We rarely grab our favorite organic shampoo in the store and wonder “Hmm, I wonder how this shampoo was made”.
It’s one of those things that just happens behind the scenes in manufacturing. Someone or a machine had to make the bottle and then the shampoo ingredients were all magically blended and added in. Maybe dyes and perfumes were mixed in the last stages. All we know as consumers is that the final product is what we always expect it to be when we get it home, right?
Many of our most popular household products are made in work cells. As a matter of fact, even on the business side, companies that we are all familiar with their brands and services, also use the work cell concept in their office environments too, not just on the manufacturing floor.
So, what is a work cell and how does it work?
Work cells come from the overall concept of lean manufacturing. The idea of manufacturing being LEAN is that production is centered around adding value and reducing waste. A work cell is defined as an arrangement that uses resources to stop waste and efficiently and strategically improve production. Both manufacturing and office businesses use work cells for the highest levels of productivity. A work cell is a small area of approximately 1-10 people in a work station that collectively make up a larger department to assemble products at different points in their assembly. The overall goal of a successful work cell is if it can be self-contained. Unlike line production, work cells help reduce errors, defects and waste.
Here’s a fun example of how work cells work outside the worlds of office or manufacturing business:
Imagine going to a lavish wedding reception and when you walk in, there’s several serving stations of mouth watering food. If the bride and groom have invited 100 guests who will be dining and they only have allotted one hour for guests to make their own plates and eat, they will need to keep the serving process moving quickly. At the various food stations, if there would be a total of 10 food serving stations instead of only one long line, this would be similar to the big picture of work cells. Even though each of the 10 various food serving station tables would need to serve all 100 guests in only a hour, because there’s 10 food stations instead of only one, this can go much faster than 100 people all waiting in one long line at only one serving table.
Work cells have that same overall principle. Think of the wasted ‘time’ that was eliminated as if it were called ‘waste’. Think of the food as the product. Of course, the guests would be similar to customers. When everything runs smoothly in small groups, the large quantity of product and customers are highly rated and there’s little waste.
In a work cell group, machinery in production are perfectly timed in queue and arranged so that all products move perfectly from one stage to the next. In the manufacturing work environment, the work cell rhythm and movement are from start to finish from the beginning stages of the products outer container formation to the ingredients being mixed in to the final presentation. This final presentation is what customers later find in their stores or online after the product completion and compliance codes are all met. In the office work environment, work cells make better use of communication and work flow in smaller groups.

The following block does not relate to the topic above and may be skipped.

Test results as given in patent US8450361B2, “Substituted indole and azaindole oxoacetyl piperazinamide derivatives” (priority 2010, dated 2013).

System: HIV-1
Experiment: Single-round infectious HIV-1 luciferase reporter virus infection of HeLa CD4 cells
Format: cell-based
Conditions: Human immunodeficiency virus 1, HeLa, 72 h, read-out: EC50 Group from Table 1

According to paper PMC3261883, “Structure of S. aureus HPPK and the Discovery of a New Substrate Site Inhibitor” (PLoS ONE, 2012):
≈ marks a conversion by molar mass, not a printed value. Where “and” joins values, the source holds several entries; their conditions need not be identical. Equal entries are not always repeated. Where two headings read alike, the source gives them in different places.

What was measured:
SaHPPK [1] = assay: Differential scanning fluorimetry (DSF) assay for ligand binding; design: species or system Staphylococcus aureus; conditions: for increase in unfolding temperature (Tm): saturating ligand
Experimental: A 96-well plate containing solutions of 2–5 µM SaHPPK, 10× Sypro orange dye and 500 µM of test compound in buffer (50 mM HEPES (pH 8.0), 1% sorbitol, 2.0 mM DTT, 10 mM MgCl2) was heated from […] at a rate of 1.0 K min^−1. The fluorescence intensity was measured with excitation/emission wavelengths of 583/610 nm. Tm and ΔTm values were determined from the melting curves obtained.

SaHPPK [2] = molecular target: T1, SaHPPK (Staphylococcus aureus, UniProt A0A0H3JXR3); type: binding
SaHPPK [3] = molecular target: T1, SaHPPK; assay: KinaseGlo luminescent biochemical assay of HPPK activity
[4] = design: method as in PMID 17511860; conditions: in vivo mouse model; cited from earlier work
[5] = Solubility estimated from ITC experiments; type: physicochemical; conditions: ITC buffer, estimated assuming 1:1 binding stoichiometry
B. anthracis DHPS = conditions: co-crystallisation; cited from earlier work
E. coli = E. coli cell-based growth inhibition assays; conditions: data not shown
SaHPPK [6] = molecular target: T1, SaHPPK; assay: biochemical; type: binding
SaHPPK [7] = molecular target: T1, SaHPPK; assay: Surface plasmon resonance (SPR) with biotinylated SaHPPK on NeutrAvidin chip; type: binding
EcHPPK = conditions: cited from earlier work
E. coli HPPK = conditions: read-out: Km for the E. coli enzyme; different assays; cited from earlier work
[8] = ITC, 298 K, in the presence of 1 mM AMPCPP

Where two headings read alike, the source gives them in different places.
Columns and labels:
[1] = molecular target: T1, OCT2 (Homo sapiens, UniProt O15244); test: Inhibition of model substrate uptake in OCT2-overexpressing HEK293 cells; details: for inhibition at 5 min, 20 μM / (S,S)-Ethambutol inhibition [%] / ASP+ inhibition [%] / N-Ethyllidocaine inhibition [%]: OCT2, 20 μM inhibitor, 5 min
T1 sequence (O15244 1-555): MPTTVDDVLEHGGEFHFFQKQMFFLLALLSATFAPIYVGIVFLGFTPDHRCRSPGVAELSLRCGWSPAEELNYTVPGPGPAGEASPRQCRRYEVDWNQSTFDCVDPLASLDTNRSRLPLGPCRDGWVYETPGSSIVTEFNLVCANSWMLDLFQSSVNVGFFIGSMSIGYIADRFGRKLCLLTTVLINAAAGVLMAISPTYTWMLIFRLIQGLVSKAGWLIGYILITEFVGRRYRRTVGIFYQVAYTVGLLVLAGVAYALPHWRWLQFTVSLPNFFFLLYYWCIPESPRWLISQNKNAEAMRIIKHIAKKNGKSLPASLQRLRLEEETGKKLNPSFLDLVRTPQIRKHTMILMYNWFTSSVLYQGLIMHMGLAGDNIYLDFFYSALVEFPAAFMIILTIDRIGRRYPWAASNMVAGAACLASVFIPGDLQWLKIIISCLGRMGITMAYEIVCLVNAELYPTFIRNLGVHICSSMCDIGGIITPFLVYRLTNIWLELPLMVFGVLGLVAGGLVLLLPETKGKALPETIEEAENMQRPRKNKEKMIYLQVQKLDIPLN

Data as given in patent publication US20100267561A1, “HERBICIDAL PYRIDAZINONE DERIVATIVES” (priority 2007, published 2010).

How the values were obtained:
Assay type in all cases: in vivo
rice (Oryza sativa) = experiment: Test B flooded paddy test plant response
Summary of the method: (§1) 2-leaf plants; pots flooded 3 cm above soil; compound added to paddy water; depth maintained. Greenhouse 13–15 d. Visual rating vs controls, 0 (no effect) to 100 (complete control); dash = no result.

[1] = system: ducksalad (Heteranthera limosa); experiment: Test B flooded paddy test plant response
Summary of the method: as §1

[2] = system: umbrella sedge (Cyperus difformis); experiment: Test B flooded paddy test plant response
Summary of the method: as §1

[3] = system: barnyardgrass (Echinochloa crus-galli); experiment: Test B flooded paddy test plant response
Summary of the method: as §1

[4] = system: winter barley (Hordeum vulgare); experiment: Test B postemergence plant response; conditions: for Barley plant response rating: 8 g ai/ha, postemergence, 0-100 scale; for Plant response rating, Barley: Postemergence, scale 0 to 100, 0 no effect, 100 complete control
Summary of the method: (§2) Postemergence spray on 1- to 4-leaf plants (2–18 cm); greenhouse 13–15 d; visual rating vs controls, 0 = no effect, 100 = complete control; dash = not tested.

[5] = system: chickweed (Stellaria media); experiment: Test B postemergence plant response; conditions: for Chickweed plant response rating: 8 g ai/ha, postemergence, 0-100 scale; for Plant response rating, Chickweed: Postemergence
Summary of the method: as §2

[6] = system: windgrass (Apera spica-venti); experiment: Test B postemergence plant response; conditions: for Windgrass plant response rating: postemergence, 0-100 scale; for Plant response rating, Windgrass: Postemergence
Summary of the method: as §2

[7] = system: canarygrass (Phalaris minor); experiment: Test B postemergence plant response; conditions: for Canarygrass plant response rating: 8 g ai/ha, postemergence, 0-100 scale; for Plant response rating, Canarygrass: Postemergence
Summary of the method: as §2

What is Lean Manufacturing? How is it relevant to work cells?
Lean manufacturing is simply a system that uses eight waste avoiding methods to obtain high productivity without squandering time, resources and money. The basic principles of lean manufacturing are centered around each stage in production saving value.
What is a cell in LEAN?
Work cells and lean manufacturing are a marriage made in heaven. They both have a high quality production goal and an overall objective to simplify the steps along the way. Even though work cells are known for their simplicity, they are most effective when there’s a lean manufacturing perfect balance of managing human interaction and the use of machinery to create the highest quality of products. This enhances the manufacturing work flow environment when it’s balanced successfully with work cells in lean production. However, since work cells are brought in for their simplicity, lean manufacturing uses work cells to achieve the main objective of reducing waste and avoiding unnecessary costs and useless steps in production. They both improve the overall work process in various ways. One of the other perks of using work cells in lean manufacturing is that the work cells are easily regulated and self-supervised. This is great for the company’s production bottom line.
What Timing Elements Make Work Cells More Effective?
There are queues that are both inbound and outbound in work cells. The larger and more spaced out that the queues are, the better since there’s no way to determine exact completion times of each phase in the work cell production process. The beauty of work cells is that they don’t require as much movement in a small work area. The selection of equipment is paramount and is always well planned out to fit the needs of the work cell’s functions.
Here’s an example of a lean manufacturing work cell:
Using the lean manufacturing system, 10 work cells were used with 3 people in each work cell. The same workers moved around during the week working in various work cells so they had to know how to put together each phase of the product. There was a high production rate and very few flaws because each person was the next step in the process. Working together, they moved quickly yet, efficiently.
Now that we know all about work cells and LEAN manufacturing, let’s move on to the term ‘cell manufacturing’.
What is cellular manufacturing?
Cellular manufacturing is defined in the encyclopedia as “Cellular manufacturing is a manufacturing process that produces families of parts within a single line or cell of machines operated by machinists who work only within the line or cell”. As noted above, cellular manufacturing is based on the simplicity of the work cell’s process and how smoothly it moves along when the layouts are planned effectively.
What is a robot work cell?